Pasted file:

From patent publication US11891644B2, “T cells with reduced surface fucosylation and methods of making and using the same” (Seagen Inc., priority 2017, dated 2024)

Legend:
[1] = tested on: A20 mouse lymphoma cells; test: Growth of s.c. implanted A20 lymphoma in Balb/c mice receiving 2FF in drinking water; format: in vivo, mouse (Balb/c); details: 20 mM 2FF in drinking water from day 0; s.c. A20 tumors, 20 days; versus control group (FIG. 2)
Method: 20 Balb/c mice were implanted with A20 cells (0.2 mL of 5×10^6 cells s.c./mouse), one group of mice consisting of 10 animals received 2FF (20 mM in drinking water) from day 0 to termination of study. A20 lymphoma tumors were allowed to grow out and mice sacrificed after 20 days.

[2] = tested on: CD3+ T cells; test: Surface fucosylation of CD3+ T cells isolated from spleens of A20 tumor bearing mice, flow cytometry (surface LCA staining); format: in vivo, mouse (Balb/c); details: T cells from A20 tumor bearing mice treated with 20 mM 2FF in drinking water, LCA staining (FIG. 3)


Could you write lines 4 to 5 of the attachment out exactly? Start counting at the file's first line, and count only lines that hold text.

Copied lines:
Method: 20 Balb/c mice were implanted with A20 cells (0.2 mL of 5×10^6 cells s.c./mouse), one group of mice consisting of 10 animals received 2FF (20 mM in drinking water) from day 0 to termination of study. A20 lymphoma tumors were allowed to grow out and mice sacrificed after 20 days.

[2] = tested on: CD3+ T cells; test: Surface fucosylation of CD3+ T cells isolated from spleens of A20 tumor bearing mice, flow cytometry (surface LCA staining); format: in vivo, mouse (Balb/c); details: T cells from A20 tumor bearing mice treated with 20 mM 2FF in drinking water, LCA staining (FIG. 3)